Android App of the Week: Google Handwriting Input

by Reads (321)

Someday, the brains that power the apps we use on a daily basis will be able to develop a speech to text technology that consistently works well. In that hopefully not-too-distant future, we won’t need things like Google’s new Handwriting Input tool. Instead, we’ll just tap a button, rattle out what we want to say, and have our words perfectly understood, all the time, under any circumstance. Until then, the state of alternative text entry continues its slow but necessary march toward improvement.

Google Handwriting Input

Google Handwriting Input

Google Handwriting Input demonstrates one of those forward steps: an app for your Android smartphone or tablet that replaces traditional QWERTY typing, speech to text, and Swype with the tip of your finger–or a stylus, if you’ve got one. However you use it, Handwriting Input is a welcome change of pace for those who find using a standard mobile keyboard to be a maddening challenge, or for those who think their usual input method is just getting boring.

The app is surprisingly adept at deciphering both printed words and cursive handwriting, even if said handwriting looks more like chicken scratch than any actual language. Once it’s downloaded, you have the option of selecting it as the default writing tool within your Android’s “Language and input” settings, alongside typical input methods like Google voice typing or your device’s downloaded keyboards.

Once selected, you can use Handwriting Input to write texts, compose emails, take notes, create Word documents, or perform just about any other application into which you insert text. Instead of the standard Google Keyboard, you’re given a blank space that’s just big enough to drag the tip of your finger or stylus across and scrawl out the words you want.The whole thing uses the same light grey and teal aesthetic as the regular keyboard by default, so the visual shift isn’t too jarring within the context of Lollipop.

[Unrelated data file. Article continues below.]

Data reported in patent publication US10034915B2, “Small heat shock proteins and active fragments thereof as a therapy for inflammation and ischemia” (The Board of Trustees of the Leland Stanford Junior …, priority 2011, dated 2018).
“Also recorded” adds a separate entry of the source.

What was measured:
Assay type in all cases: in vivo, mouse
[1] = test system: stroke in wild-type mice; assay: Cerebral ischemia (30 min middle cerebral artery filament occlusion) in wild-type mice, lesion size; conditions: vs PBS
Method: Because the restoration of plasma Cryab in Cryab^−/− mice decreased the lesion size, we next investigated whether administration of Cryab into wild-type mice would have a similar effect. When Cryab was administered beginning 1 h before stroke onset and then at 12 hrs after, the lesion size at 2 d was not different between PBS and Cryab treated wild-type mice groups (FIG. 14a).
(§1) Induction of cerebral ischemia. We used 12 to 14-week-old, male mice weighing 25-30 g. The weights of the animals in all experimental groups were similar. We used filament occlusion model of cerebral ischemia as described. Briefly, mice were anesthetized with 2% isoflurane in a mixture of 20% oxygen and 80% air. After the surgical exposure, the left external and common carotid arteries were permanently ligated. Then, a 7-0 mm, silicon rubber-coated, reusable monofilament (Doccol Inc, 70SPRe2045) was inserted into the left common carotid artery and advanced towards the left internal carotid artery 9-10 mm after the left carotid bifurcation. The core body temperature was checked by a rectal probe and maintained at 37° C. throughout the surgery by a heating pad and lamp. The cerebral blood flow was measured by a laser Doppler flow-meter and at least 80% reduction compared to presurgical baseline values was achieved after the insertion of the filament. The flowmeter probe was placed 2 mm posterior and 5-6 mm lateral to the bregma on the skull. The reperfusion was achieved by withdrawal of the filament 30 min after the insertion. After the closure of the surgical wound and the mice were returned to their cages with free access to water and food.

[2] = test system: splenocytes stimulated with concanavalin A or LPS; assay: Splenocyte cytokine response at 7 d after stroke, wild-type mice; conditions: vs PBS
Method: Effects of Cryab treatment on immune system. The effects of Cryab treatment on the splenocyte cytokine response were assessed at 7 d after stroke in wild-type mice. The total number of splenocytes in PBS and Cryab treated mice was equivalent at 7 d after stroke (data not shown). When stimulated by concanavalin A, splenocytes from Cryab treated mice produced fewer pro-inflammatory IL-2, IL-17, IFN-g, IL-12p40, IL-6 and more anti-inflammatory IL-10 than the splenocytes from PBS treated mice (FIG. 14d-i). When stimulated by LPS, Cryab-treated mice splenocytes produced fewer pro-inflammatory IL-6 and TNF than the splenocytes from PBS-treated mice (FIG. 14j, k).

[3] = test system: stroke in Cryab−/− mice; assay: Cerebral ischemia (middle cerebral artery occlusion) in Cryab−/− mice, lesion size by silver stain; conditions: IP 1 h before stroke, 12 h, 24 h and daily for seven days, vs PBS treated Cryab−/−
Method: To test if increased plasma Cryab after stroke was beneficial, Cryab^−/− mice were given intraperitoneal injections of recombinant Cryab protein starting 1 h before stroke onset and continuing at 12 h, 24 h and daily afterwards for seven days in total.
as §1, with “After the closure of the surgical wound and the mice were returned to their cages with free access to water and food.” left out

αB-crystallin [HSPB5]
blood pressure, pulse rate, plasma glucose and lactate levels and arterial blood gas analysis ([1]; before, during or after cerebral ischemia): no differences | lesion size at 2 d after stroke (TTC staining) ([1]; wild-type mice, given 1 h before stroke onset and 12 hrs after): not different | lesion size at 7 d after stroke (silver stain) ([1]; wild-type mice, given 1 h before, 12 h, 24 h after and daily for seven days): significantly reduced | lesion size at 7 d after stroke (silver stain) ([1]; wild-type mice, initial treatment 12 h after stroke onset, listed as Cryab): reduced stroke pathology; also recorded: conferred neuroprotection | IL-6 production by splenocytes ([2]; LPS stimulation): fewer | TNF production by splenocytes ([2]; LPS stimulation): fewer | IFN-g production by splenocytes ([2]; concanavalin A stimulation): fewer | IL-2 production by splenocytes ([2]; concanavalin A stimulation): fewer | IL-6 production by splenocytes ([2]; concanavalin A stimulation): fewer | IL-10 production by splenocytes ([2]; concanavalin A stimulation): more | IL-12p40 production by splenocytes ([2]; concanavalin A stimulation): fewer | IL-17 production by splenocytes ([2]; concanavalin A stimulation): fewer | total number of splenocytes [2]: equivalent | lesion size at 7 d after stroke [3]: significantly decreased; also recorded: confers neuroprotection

You can have Handwriting Input translate your text in two ways. With its “auto selection” option turned on, the app will automatically jot down its best guess at whatever word you’ve written. With it off, the app presents you with a few scarily accurate suggestions, then lets you quickly convert them to typed text with a single tap. The tool supports 82 different languages at the moment, and, at least for English, we found it to be supremely capable in translating whatever scribbles we threw at it.

Google touts the app’s ability to recognize hand-drawn faces and convert them to emojis as well, but in our testing we had difficulty making that particular feature fly. That’s ultimately not a huge deal, but it does point to some potential bugs that have yet to be worked out.

Popping open Google Handwriting Input’s Settings menu gives you just a handful of options, the most useful of which are picking a different language and switching the writing pad between light and dark themes. There’s also the aforementioned auto selection control–which includes a slider for fine-tuning how quickly it translates your words to text–in addition to an option for sending your scribbled data to Google to help hone their algorithms.

Handwriting Input isn’t the kind of productivity app that’ll turn the professional world on its ear or cut your work time in half, but it’s a sign that language recognition continues to remain something of a priority for Google. This isn’t the first time the company pushed handwriting recognition, but it’s the most dedicated attempt it’s taken on Android. That can only be a good thing for this kind of tech. If nothing else, it’s all one more way to goof around with your phone. The app works on Android devices running version 4.0.3 and up, and is available now as a free download from Google Play.

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